A novel aadA aminoglycoside resistance gene in bovine and porcine pathogens
Cameron, A., Klima, C.L., Ha, R., Gruninger, R.J., Zaheer, R., McAllister, T.A. (2018). A novel aadA aminoglycoside resistance gene in bovine and porcine pathogens. mSphere, [online] 3(1), http://dx.doi.org/10.1128/MSPHERE.00568-17
Plain language summary
Aminoglycosides are important antimicrobials used worldwide for prevention and treatment of disease in a range of livestock animal species. The emergence of new resistance genes jeopardizes current pathogen detection and treatment methods. The risk of resistance gene transfer from animal and human pathogens is high when these resistance genes are carried on segments of DNA that can be easily shared between microbes. These mobile DNA segments are referred to as mobile genetic elements. In this study a new variant of a spectinomycin/streptomycin resistance gene that is found within a transmissible mobile element is identified and biologically characterized. The novel variant of the gene AAD(3″) encodes for a class of aminoglycoside-modifying enzymes and was discovered in pathogens isolated from samples taken from animals that suffered fatal complications with bovine respiratory disease. An examination of known bacterial pathogens of cattle identifies this gene in four different pathogen species.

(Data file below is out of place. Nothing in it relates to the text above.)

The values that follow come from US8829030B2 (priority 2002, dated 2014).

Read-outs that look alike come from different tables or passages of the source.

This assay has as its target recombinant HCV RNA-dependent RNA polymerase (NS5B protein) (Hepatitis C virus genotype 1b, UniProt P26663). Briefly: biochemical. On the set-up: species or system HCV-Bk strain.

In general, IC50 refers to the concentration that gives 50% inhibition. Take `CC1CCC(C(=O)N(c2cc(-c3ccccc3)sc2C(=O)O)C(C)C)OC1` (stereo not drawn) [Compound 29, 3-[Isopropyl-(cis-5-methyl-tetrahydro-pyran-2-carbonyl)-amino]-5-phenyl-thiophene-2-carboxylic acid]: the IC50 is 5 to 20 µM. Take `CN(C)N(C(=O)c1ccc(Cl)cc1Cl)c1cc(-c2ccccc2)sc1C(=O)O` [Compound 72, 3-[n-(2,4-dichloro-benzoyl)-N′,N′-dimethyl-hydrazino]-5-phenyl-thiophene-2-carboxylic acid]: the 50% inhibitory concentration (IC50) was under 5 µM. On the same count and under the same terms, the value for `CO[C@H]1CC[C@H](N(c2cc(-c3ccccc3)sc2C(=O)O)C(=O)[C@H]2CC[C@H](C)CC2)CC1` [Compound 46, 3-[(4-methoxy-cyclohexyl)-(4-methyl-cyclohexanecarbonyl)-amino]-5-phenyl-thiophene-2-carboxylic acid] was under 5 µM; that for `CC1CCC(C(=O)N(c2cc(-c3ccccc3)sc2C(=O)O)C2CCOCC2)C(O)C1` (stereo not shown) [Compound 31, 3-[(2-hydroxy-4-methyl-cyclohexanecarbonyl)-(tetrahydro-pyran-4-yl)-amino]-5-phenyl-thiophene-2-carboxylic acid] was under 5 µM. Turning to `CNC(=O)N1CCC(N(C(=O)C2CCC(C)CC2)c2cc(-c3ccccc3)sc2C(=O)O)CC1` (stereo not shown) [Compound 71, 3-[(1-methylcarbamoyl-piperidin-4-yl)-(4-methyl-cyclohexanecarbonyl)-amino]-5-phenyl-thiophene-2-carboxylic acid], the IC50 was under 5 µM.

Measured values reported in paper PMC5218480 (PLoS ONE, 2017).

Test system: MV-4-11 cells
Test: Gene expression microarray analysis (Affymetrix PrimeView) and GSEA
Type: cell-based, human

A novel variant of the AAD(3") class of aminoglycoside-modifying enzymes was discovered in fatal bovine respiratory disease-associated pathogens Pasteurella multocida and Histophilus somni. The aadA31 gene encodes a spectinomycin/ streptomycin adenylyltransferase and was located in a variant of the integrative and conjugative element ICEMh1, a mobile genetic element transmissible among members of the family Pasteurellaceae. The gene was also detected in Mannheimia haemolytica from a case of porcine pneumonia and in Moraxella bovoculi from a case of keratoconjunctivitis. IMPORTANCE Aminoglycosides are important antimicrobials used worldwide for prophylaxis and/or therapy in multiple production animal species. The emergence of new resistance genes jeopardizes current pathogen detection and treatment methods. The risk of resistance gene transfer to other animal and human pathogens is elevated when resistance genes are carried by mobile genetic elements. This study identified a new variant of a spectinomycin/streptomycin resistance gene harbored in a self-transmissible mobile element. The gene was also present in four different bovine pathogen species.